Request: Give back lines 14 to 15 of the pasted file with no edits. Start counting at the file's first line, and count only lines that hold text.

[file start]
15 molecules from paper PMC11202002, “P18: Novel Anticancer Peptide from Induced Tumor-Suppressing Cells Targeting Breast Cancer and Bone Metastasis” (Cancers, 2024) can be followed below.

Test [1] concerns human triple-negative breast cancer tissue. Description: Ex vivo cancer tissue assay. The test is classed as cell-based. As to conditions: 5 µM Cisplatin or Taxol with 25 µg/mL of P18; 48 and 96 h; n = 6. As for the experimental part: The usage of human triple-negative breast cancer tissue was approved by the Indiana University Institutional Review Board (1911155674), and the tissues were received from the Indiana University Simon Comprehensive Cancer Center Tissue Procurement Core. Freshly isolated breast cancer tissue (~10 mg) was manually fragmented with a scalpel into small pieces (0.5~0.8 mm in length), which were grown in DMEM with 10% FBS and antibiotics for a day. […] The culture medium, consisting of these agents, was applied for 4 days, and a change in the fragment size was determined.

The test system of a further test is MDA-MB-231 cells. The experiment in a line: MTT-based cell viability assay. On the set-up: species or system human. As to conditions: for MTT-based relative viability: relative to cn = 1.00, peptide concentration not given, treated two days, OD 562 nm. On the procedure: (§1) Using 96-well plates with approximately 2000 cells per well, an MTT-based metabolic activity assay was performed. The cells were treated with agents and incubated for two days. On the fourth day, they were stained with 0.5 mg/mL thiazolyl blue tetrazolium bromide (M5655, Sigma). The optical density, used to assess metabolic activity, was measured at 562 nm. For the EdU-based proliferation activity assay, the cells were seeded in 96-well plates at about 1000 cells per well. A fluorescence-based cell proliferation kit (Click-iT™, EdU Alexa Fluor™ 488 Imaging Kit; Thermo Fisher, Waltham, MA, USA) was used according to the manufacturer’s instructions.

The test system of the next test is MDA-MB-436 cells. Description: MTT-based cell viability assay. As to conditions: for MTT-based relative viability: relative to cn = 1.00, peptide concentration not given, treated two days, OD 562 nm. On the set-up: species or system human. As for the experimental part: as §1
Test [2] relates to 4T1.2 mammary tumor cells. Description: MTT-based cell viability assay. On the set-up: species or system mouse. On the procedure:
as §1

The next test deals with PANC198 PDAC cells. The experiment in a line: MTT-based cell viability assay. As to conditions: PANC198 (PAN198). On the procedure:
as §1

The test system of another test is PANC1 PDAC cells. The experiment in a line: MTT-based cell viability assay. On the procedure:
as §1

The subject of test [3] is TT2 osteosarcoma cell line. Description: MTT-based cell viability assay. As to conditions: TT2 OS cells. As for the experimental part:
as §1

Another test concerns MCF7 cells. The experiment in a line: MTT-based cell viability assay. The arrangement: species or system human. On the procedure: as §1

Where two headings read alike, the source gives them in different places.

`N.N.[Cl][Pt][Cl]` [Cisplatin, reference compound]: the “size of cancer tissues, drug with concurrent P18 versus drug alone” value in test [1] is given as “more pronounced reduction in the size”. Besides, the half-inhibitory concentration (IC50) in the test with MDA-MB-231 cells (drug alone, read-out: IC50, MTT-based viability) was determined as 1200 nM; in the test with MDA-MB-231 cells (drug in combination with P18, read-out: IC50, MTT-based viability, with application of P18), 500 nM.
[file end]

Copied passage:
Where two headings read alike, the source gives them in different places.

`N.N.[Cl][Pt][Cl]` [Cisplatin, reference compound]: the “size of cancer tissues, drug with concurrent P18 versus drug alone” value in test [1] is given as “more pronounced reduction in the size”. Besides, the half-inhibitory concentration (IC50) in the test with MDA-MB-231 cells (drug alone, read-out: IC50, MTT-based viability) was determined as 1200 nM; in the test with MDA-MB-231 cells (drug in combination with P18, read-out: IC50, MTT-based viability, with application of P18), 500 nM.